Europe - the missing key to Middle East peace
EU Observer (Link) - Ghassan Rubeiz (February 17, 2010)
The latest American Middle East peace initiative has been launched in the absence of change in the attitudes of the protagonists or in the political landscape. Is America gambling with a new round of dead-end diplomacy by packaging old wine in new bottles?
The United States urgently needs Europe if it wants to break the deadlocked peace negotiations and Europe needs to take additional responsibility for resolving the conflict. Indeed, Israel may also need to reassess Europe�s relevance for its future.
The problem is that the White House has been working with the wrong assumption. The current deadlock does not stem from a dispute over the order of topics to negotiate, for example the place of a settlement freeze in relation to other controversial subjects. Rather, it lies in the predisposition of the stakeholders in the conflict: America has too close a relationship to Israel to be able to twist its partner�s arm to take a risk for peace. Israel is too comfortable with the occupation and the Palestinians are divided. Moreover, Arab rulers do not convey credibility.
Strong international pressure is needed to break the deadlock. But Washington alone is losing political muscle. Close co-ordination between the United States and Europe could both strengthen the power of mediation and provide international security to enforce a peace agreement.
To better understand Europe�s credentials for peace promotion, consider some historical facts: Europe played a major role in the formation of the state of Israel. The British government authorised the �Homeland for the Jews.� The apocalyptic tragedy of the Holocaust, a central factor that in the promotion of a Jewish state, was a Nazi German undertaking. Indeed, Jews who fled from Europe formed the essential backbone of the early state of Israel. And the first peace mission to the region after the 1967 occupation was undertaken by a European - Gunnar Jarring, the Swedish envoy to the United Nations.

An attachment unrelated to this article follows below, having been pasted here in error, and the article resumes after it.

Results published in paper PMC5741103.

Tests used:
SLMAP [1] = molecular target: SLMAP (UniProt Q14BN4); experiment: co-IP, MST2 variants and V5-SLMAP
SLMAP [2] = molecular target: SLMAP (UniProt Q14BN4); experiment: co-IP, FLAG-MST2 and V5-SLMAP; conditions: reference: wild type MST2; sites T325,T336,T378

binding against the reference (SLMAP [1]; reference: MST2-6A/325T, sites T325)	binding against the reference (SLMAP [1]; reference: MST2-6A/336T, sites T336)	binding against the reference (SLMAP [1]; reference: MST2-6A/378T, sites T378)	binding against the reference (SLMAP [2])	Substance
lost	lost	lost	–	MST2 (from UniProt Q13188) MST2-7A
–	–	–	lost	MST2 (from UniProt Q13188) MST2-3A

Over the years, Europe�s role as a mediator receded, giving way to an expanding US role in the region. But in more recent decades, European states have achieved excellence in policing peace in many places: in the Middle East, the Balkans, West Africa and elsewhere. Given the opportunity, Europe could provide the Israelis and Palestinians with the necessary international security that is crucial for enforcing a two-state solution.
This international security is necessary, as most Palestinians strongly feel that a future Palestine would require a national army (albeit, possibly a symbolic one). Palestinian skies and borders must be free. But Israel considers an armed, independent Palestinian state, including armed movements such as Hamas within it, a threat to its current and future security.
Stationing international forces of peace on the borders of Israel and an envisioned Palestine state, backed by Europe would simultaneously give Palestinians the independence they need and Israel the security it yearns for.
Despite its limitations, a peace-keeping model is already on the ground in the region in the shape of Unifil, the UN force in southern Lebanon, which largely consists of and has been led by European states. This force could be modified, strengthened and broadened to cover the West Bank, Gaza, and possibly the Syrian Golan borders. Currently, the EU itself has a police mission along the border with Egypt, and despite its observer status, it could further contribute through an expansion to the 1967 borders. Indeed, Palestinians are more likely to be tolerant of a European force, bearing in mind Europe�s perceived balance in Israeli-Palestinian relations.
Europe, or rather, the EU can further contribute to a future agreement by offering, as an incentive to Israel and future Palestine, a �special status,� similar to the EU�s recent offer to Morocco. Also, Europe is urging the two factions of Cyprus to make peace in order to qualify as a united country for EU membership. Why not link the resolution of the Arab-Israeli conflict to the prospects of securing Israel and establishing a viable Palestinian state within a protective, suitable regional framework? If Cyprus is a candidate for the EU why not Israel and Palestine?
The long-term future of Israel could depend more on Europe than on the United States. Hopefully, one day, should Israel decide to withdraw from the 1967 territories, it might discover that Europe could be its bridge to the Arab world.